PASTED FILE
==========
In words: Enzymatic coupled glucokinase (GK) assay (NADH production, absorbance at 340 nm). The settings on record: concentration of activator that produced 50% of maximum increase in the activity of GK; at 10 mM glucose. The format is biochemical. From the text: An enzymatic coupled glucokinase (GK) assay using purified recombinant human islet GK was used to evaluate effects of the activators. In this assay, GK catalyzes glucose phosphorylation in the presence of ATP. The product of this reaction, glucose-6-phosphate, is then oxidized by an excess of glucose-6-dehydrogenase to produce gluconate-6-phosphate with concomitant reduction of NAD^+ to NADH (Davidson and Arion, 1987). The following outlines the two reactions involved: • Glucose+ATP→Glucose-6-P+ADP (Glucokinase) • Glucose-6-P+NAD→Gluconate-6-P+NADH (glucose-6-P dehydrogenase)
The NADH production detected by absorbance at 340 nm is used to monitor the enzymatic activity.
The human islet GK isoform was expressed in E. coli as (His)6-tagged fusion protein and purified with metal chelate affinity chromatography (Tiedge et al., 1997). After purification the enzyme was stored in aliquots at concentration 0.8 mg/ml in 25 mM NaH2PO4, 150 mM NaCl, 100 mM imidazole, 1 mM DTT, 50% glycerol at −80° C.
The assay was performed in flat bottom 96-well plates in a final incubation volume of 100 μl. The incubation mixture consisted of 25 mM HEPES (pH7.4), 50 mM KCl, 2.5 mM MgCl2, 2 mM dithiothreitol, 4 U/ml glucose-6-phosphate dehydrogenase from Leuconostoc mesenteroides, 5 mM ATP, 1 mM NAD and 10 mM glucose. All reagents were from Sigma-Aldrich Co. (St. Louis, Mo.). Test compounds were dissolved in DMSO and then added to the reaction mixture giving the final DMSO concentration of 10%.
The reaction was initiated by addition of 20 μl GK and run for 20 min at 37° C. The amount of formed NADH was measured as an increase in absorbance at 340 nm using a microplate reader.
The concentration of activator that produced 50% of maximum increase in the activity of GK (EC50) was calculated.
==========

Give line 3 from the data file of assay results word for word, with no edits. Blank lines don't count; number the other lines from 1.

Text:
The human islet GK isoform was expressed in E. coli as (His)6-tagged fusion protein and purified with metal chelate affinity chromatography (Tiedge et al., 1997). After purification the enzyme was stored in aliquots at concentration 0.8 mg/ml in 25 mM NaH2PO4, 150 mM NaCl, 100 mM imidazole, 1 mM DTT, 50% glycerol at −80° C.